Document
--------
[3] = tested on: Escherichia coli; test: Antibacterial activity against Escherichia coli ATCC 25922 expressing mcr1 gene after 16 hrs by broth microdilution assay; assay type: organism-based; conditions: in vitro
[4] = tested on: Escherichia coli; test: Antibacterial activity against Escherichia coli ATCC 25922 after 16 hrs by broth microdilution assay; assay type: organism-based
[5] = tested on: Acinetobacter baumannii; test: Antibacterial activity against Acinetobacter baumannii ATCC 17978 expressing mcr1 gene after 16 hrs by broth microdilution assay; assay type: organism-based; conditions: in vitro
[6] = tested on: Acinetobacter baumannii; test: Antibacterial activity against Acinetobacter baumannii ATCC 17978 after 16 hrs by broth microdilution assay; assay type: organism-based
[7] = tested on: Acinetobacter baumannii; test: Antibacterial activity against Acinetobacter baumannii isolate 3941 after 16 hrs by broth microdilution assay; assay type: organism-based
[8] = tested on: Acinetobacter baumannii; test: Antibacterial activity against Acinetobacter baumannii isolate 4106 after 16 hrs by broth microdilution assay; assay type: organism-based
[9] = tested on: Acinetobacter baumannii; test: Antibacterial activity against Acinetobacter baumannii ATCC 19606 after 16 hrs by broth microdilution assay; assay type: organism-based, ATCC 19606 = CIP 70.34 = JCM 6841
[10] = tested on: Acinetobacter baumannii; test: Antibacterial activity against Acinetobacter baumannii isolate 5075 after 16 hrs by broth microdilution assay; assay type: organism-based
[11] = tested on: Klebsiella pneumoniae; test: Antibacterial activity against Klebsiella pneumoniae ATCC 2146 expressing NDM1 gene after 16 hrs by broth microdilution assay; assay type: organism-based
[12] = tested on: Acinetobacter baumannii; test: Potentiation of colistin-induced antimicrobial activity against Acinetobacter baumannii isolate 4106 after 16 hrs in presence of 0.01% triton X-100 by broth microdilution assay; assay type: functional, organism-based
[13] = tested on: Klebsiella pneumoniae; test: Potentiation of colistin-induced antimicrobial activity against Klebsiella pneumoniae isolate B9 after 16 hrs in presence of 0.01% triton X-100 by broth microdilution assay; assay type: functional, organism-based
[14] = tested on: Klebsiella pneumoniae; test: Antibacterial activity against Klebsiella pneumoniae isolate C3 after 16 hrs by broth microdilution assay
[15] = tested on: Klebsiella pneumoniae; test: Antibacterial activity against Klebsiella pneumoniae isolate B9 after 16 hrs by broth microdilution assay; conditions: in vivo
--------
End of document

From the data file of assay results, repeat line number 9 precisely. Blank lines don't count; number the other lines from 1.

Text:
[11] = tested on: Klebsiella pneumoniae; test: Antibacterial activity against Klebsiella pneumoniae ATCC 2146 expressing NDM1 gene after 16 hrs by broth microdilution assay; assay type: organism-based